Home Law School News Drake Law School emerges as nation’s trailblazer to support next generation of farmers

Drake Law School emerges as nation’s trailblazer to support next generation of farmers

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Emily Zerkle, Michael Traxinger, Brooke Miller, Kale Van Bruggen, Timothy Reilly, Allison Condra, Elizabeth Dooley

More than 200 participants representing 40 states attended a national conversation on how to help create America’s next generation of farmers at a two-day forum this month in Washington, D.C., sponsored by Drake University’s Agricultural Law Center.

“The Drake Forum on America’s New Farmers: Policy Innovations and Opportunities,” featured 55 presenters, including keynote speakers U.S. Secretary of Agriculture Tom Vilsack, who gave the forum’s opening talk, and Senator Tom Harkin, D-Iowa, who delivered a luncheon address. View a photo gallery of the forum events online.

“My goal was to use the ‘power to convene’ to organize a national event to generate a more robust discussion of new farmer issues — and in so doing help elevate Drake University’s presence and profile in Washington, D.C.,” said professor Neil Hamilton, director of Drake Law School’s Agricultural Law Center.

“I believe we accomplished our goals and in so doing tapped a rich vein of bright, energetic young people from across the nation who want to be part of America’s food system,” added Hamilton, who worked to organize the forum since November 2008.

Among the diverse group of participants were more than 15 senior USDA officials, representatives from 10 Congressional offices, state agricultural officials, faculty and students from 12 other universities, financial services representatives, farm policy advocates and young farmers from across the nation. More than 50 percent of attendees were women and 10 percent were minorities.

“Many attendees were impressed it took the initiative of a private University from the Midwest — rather than a public land grant — to organize a national forum in D.C. on this critical topic,” Hamilton said. “Because of the forum, Drake University’s leadership on this issue is clearly etched in their minds.”

Several attendees also commented on the conference in blogs, which included online postings in the Washington Post and Slow Foods USA.

Forum prepares Drake’s future lawyers, spotlights alumni

Seven Drake law students attended the forum with Hamilton and Matt Russell, food policy project coordinator at Drake’s Agricultural Law Center. The students were among more than 50 attendees who received scholarships from Drake to attend the conference.
“It was important for me, as a law student, to hear what individuals and groups are doing at the grassroots level, and to think about how law and policy can help these people continue to do good work,” said Allie Condra, a second-year law student.

“We were very pleased to bring so many Drake law students to Washington, D.C., to be involved in discussions with others from around the nation on this critical issue,” Hamilton said. “The new farmers our nation needs will be the community members these young lawyers will serve once they graduate.”

The Drake law students — Emily Zerkel, Michael Traxinger, Kale Van Bruggen, Timothy Reilly, Beth Dooley, Brooke Miller and Allie Condra — joined a group of recent Drake law graduates who spoke at the forum, including Bill Even, the secretary of agriculture for South Dakota, who graduated in 2005.

“It is interesting that a number of very bright young people in this generation are intrigued and excited about agriculture, even though many of them did not grow up on a farm,” said Russell, who recently was appointed to the Iowa Farm Services Agency Committee by President Obama.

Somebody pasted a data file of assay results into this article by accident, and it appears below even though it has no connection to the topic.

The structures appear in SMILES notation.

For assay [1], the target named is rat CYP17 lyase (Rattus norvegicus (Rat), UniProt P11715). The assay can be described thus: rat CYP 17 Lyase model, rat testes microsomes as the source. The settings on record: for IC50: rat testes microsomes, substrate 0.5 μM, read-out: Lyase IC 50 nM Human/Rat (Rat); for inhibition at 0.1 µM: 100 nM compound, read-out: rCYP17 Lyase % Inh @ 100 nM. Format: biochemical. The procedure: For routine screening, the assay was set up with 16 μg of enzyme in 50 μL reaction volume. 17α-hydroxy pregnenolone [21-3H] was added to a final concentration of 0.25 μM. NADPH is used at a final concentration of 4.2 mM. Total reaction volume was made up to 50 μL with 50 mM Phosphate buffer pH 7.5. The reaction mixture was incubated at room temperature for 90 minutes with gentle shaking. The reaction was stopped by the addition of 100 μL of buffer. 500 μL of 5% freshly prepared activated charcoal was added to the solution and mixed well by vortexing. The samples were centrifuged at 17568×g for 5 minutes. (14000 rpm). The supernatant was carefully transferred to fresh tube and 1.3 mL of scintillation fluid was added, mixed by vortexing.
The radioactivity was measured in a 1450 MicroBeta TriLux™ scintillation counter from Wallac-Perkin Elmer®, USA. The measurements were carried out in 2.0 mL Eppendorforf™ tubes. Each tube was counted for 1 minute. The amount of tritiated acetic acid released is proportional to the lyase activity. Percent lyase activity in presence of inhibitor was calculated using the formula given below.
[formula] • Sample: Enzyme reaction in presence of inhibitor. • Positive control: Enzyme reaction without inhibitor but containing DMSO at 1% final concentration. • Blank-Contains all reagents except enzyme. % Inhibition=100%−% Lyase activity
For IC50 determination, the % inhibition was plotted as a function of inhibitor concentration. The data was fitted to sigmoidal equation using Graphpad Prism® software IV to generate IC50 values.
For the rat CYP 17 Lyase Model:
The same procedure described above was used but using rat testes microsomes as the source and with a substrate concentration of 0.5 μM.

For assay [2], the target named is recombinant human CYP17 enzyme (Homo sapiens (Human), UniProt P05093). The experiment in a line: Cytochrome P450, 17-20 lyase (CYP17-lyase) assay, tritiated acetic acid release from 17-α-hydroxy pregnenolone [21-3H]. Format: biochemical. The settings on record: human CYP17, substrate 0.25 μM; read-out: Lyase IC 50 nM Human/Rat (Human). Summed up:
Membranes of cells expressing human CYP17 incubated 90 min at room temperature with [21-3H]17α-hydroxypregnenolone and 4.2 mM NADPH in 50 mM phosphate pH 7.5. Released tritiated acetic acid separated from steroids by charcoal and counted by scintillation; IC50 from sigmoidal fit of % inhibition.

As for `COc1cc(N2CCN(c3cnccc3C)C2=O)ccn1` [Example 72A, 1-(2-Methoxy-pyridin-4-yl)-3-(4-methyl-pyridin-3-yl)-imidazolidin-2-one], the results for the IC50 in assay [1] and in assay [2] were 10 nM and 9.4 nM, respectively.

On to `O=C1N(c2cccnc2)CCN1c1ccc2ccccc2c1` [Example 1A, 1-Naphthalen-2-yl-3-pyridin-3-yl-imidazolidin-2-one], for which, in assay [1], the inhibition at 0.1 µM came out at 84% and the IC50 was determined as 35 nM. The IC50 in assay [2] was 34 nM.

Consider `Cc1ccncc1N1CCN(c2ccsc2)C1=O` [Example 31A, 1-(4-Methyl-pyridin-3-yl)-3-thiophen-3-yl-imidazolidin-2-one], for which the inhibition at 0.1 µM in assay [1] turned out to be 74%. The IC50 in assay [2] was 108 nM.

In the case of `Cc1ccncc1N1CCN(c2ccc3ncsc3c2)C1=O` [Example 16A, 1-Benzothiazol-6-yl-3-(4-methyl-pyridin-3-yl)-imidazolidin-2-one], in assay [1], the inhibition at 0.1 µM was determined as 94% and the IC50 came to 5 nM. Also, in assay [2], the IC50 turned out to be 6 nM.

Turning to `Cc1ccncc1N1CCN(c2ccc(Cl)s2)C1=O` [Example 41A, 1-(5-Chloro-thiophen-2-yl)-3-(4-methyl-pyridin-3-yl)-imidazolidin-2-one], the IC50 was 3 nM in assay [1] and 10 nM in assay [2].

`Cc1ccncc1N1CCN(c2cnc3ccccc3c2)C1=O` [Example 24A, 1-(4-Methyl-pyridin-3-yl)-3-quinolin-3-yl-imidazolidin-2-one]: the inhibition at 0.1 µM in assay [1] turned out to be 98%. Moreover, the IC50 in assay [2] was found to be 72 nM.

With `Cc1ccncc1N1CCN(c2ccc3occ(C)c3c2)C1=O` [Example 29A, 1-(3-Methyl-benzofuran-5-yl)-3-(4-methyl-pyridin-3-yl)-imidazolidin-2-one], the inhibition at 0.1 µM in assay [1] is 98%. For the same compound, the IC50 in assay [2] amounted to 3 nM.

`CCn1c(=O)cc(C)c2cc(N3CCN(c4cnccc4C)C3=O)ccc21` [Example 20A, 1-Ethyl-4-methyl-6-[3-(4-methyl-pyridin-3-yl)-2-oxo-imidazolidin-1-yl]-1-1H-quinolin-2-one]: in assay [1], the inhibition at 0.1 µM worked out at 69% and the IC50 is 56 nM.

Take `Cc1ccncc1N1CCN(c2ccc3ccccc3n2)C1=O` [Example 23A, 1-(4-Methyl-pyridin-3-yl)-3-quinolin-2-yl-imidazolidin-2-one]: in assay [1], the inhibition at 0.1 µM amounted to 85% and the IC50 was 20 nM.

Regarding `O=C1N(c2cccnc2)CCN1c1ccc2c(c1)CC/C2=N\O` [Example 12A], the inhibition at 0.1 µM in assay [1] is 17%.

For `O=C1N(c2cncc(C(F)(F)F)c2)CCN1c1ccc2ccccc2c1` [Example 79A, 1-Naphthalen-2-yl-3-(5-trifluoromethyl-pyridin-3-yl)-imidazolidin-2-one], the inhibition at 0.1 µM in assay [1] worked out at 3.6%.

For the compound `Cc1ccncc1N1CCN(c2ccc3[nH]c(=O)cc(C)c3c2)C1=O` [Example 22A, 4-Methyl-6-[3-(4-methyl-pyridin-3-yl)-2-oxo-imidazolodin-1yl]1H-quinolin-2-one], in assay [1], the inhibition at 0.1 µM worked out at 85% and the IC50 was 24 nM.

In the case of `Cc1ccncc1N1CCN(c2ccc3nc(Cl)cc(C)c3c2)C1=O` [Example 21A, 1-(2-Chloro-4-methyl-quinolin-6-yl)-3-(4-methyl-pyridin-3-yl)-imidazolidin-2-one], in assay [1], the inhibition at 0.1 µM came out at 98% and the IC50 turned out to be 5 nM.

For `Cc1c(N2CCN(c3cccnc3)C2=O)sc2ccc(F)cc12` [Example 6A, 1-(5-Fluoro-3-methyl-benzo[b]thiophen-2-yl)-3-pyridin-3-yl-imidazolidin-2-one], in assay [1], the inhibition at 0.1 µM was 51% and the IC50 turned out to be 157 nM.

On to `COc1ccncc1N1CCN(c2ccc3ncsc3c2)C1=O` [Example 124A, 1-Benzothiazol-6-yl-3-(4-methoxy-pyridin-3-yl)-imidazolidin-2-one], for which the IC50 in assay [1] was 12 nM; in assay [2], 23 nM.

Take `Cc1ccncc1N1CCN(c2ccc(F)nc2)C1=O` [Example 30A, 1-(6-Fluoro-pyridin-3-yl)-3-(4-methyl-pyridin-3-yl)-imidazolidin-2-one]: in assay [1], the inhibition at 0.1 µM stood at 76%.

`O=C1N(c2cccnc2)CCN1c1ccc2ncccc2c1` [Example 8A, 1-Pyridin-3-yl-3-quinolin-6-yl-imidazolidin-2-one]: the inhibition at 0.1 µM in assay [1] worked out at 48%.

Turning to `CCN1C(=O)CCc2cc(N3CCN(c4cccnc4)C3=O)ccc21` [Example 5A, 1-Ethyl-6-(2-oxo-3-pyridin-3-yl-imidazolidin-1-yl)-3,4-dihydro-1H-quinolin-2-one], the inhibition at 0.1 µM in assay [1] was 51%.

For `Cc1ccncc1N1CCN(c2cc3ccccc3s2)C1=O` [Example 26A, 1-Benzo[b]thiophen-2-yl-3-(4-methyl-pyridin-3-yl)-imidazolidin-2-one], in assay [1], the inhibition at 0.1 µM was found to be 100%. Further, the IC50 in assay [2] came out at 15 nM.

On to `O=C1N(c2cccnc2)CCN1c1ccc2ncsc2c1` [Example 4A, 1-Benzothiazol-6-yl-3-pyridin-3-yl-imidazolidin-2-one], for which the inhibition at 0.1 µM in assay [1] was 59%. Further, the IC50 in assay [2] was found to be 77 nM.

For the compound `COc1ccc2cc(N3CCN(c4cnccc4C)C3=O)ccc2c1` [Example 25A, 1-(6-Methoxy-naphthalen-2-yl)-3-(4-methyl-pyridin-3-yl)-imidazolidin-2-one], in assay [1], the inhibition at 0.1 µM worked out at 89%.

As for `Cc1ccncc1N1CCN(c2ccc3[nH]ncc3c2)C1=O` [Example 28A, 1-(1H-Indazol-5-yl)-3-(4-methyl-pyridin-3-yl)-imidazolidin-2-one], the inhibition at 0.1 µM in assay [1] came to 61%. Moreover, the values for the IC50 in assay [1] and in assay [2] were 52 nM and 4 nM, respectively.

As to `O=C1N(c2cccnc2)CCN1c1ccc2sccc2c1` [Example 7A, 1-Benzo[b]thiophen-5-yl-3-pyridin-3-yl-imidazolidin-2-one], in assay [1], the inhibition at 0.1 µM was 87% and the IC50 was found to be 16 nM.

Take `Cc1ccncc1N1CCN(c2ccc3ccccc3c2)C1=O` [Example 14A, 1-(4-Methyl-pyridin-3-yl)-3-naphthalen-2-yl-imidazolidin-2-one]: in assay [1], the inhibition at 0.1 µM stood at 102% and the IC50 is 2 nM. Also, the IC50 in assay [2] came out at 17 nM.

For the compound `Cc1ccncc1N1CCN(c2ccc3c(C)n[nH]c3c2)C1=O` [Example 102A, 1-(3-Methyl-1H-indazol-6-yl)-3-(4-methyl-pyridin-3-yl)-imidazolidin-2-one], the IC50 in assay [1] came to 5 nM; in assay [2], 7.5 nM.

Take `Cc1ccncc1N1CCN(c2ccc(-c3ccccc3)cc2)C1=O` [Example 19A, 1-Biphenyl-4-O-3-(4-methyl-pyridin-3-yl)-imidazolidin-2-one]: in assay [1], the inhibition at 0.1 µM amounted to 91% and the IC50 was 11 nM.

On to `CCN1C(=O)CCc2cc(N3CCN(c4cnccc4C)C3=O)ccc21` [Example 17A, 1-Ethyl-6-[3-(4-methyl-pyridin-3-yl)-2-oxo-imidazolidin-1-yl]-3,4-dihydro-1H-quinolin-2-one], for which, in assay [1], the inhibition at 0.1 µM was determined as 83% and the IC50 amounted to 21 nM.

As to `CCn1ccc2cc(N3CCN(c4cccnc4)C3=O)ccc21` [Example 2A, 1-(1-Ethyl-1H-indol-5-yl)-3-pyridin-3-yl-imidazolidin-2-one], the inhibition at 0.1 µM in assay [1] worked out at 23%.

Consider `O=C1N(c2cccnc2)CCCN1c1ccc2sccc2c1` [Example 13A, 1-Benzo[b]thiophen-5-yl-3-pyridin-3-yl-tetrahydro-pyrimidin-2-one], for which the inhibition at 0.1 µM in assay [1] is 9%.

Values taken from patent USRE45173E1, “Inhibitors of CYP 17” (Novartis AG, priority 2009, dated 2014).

“There is a movement around the country for local foods, healthy foods and sustainability, and people are interested in being involved in food system,” he added. “Farming is a big deal, and more and more people outside of the ‘traditional’ farming community are recognizing its importance,” Condra said.

Forum explores challenges, presents solutions

The forum was designed to address inadequacies in policies and programs for new and beginning farmers. A series of panel discussions covered obstacles facing new farmers, the challenge of access to land, the availability of finance and credit, creating new markets and implementing the 2008 Farm Bill.

“The panelists all had interesting and insightful stories to share, and all were candid about the issues facing new farmers — including loans and other financial issues, access to land, and profitability,” said Condra of Santa Barbara, Calif.

Other topics covered were the needs of socially disadvantaged farmers, including women, students and minorities, the use of social media to access potential new farmers and a number of upcoming documentaries revolving around agriculture and farming.

Participants also heard about several grassroots movements for new farmers, which included:

· FarmerCorps, based on the AmeriCorps model, which places volunteers at schools to help start school gardens and farm-to-school programs.

· Yale University’s Sustainable Food Project, which places six undergraduates at the Yale Farm/Garden to learn how to work and manage a farm.

· The Greening of Detroit, which is working to revitalize neighborhoods through urban gardens and educational experiences.

“Often conferences like this are comprised of mostly lawyers and other policy makers, which makes it difficult to thoroughly identify the obstacles and challenges facing beginning farmers,” Condra added. “One reason the forum was such a success was that it brought together individuals who are working on this topic at the grassroots level with policy makers.”

“All reports from participants indicate the forum was an outstanding event that made a valuable contribution to the national policy debate,” Hamilton said.